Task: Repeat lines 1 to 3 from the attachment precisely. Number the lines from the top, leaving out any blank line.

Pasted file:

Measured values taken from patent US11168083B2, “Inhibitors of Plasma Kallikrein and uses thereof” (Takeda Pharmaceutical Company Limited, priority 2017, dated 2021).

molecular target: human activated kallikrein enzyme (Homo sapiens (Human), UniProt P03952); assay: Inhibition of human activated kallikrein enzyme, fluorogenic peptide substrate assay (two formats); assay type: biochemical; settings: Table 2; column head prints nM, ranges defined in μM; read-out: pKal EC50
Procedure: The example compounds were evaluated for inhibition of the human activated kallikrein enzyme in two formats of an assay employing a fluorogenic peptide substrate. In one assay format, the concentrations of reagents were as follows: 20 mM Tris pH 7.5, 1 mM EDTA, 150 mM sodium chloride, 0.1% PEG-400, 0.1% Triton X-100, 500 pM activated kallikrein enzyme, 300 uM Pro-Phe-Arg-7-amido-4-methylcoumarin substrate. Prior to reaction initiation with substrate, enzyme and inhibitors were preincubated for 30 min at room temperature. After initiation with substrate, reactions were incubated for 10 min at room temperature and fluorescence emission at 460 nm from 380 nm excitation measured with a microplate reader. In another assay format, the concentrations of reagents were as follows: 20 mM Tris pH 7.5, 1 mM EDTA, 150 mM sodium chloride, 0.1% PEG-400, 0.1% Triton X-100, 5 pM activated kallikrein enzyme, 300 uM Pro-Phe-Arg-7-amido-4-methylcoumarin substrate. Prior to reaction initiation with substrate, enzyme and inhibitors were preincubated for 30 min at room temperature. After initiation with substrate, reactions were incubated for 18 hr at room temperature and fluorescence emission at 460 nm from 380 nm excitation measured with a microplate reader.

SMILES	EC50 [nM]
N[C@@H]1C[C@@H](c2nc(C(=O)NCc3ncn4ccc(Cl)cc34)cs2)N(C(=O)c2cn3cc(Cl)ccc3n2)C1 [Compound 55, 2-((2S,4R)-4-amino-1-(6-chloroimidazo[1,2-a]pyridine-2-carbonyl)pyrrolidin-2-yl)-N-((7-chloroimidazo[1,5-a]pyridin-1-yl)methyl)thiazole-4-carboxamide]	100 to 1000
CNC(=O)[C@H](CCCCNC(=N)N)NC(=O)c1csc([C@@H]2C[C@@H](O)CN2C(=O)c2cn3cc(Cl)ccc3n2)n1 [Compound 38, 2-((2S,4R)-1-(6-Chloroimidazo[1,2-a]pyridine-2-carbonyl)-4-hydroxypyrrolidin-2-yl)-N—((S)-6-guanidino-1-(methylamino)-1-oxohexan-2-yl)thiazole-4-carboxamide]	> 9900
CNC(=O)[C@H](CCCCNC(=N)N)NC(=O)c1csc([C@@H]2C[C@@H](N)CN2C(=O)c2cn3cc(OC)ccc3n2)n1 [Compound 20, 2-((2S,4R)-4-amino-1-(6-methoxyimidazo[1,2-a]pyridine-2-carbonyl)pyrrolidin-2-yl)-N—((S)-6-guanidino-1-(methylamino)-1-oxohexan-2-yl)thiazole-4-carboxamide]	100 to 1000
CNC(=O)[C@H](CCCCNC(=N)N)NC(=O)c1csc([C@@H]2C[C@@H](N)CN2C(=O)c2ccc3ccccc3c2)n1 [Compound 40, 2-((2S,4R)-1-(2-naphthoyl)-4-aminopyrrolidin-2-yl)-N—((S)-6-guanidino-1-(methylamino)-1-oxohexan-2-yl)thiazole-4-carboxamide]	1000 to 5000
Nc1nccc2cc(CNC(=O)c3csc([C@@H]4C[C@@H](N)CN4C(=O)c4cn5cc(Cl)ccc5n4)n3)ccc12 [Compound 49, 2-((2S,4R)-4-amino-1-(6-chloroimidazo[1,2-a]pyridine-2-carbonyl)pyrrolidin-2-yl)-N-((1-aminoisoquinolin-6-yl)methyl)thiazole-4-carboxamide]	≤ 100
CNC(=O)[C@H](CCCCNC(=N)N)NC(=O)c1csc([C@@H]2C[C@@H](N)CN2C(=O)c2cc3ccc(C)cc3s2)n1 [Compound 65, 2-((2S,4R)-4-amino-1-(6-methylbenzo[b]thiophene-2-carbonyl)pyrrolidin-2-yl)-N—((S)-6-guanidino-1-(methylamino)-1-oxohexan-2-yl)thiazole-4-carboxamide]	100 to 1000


Measured values taken from patent US11168083B2, “Inhibitors of Plasma Kallikrein and uses thereof” (Takeda Pharmaceutical Company Limited, priority 2017, dated 2021).

molecular target: human activated kallikrein enzyme (Homo sapiens (Human), UniProt P03952); assay: Inhibition of human activated kallikrein enzyme, fluorogenic peptide substrate assay (two formats); assay type: biochemical; settings: Table 2; column head prints nM, ranges defined in μM; read-out: pKal EC50
Procedure: The example compounds were evaluated for inhibition of the human activated kallikrein enzyme in two formats of an assay employing a fluorogenic peptide substrate. In one assay format, the concentrations of reagents were as follows: 20 mM Tris pH 7.5, 1 mM EDTA, 150 mM sodium chloride, 0.1% PEG-400, 0.1% Triton X-100, 500 pM activated kallikrein enzyme, 300 uM Pro-Phe-Arg-7-amido-4-methylcoumarin substrate. Prior to reaction initiation with substrate, enzyme and inhibitors were preincubated for 30 min at room temperature. After initiation with substrate, reactions were incubated for 10 min at room temperature and fluorescence emission at 460 nm from 380 nm excitation measured with a microplate reader. In another assay format, the concentrations of reagents were as follows: 20 mM Tris pH 7.5, 1 mM EDTA, 150 mM sodium chloride, 0.1% PEG-400, 0.1% Triton X-100, 5 pM activated kallikrein enzyme, 300 uM Pro-Phe-Arg-7-amido-4-methylcoumarin substrate. Prior to reaction initiation with substrate, enzyme and inhibitors were preincubated for 30 min at room temperature. After initiation with substrate, reactions were incubated for 18 hr at room temperature and fluorescence emission at 460 nm from 380 nm excitation measured with a microplate reader.